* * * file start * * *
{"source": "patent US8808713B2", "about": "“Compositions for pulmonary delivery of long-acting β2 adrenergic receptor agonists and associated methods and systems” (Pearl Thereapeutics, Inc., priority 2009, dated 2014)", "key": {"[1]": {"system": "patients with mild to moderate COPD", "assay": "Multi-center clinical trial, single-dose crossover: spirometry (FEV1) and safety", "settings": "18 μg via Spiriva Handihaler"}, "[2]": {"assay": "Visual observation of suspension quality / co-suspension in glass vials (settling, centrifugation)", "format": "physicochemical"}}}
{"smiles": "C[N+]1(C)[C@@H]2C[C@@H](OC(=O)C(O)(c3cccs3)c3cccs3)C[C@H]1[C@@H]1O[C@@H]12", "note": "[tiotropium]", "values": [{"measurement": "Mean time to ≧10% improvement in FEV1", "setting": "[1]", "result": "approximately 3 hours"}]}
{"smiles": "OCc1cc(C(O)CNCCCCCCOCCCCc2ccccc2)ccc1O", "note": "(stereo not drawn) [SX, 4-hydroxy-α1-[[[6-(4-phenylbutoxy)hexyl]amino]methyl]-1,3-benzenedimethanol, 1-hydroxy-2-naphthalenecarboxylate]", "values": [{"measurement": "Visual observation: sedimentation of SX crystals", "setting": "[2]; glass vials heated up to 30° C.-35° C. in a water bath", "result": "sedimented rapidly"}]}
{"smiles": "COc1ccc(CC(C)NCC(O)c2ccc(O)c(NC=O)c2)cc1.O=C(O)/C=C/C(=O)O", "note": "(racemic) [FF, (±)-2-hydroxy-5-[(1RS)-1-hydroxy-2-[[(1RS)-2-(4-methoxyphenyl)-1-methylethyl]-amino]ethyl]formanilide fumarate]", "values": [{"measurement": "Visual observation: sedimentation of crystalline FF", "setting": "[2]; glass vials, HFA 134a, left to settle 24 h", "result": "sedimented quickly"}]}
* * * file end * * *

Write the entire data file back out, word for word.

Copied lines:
{"source": "patent US8808713B2", "about": "“Compositions for pulmonary delivery of long-acting β2 adrenergic receptor agonists and associated methods and systems” (Pearl Thereapeutics, Inc., priority 2009, dated 2014)", "key": {"[1]": {"system": "patients with mild to moderate COPD", "assay": "Multi-center clinical trial, single-dose crossover: spirometry (FEV1) and safety", "settings": "18 μg via Spiriva Handihaler"}, "[2]": {"assay": "Visual observation of suspension quality / co-suspension in glass vials (settling, centrifugation)", "format": "physicochemical"}}}
{"smiles": "C[N+]1(C)[C@@H]2C[C@@H](OC(=O)C(O)(c3cccs3)c3cccs3)C[C@H]1[C@@H]1O[C@@H]12", "note": "[tiotropium]", "values": [{"measurement": "Mean time to ≧10% improvement in FEV1", "setting": "[1]", "result": "approximately 3 hours"}]}
{"smiles": "OCc1cc(C(O)CNCCCCCCOCCCCc2ccccc2)ccc1O", "note": "(stereo not drawn) [SX, 4-hydroxy-α1-[[[6-(4-phenylbutoxy)hexyl]amino]methyl]-1,3-benzenedimethanol, 1-hydroxy-2-naphthalenecarboxylate]", "values": [{"measurement": "Visual observation: sedimentation of SX crystals", "setting": "[2]; glass vials heated up to 30° C.-35° C. in a water bath", "result": "sedimented rapidly"}]}
{"smiles": "COc1ccc(CC(C)NCC(O)c2ccc(O)c(NC=O)c2)cc1.O=C(O)/C=C/C(=O)O", "note": "(racemic) [FF, (±)-2-hydroxy-5-[(1RS)-1-hydroxy-2-[[(1RS)-2-(4-methoxyphenyl)-1-methylethyl]-amino]ethyl]formanilide fumarate]", "values": [{"measurement": "Visual observation: sedimentation of crystalline FF", "setting": "[2]; glass vials, HFA 134a, left to settle 24 h", "result": "sedimented quickly"}]}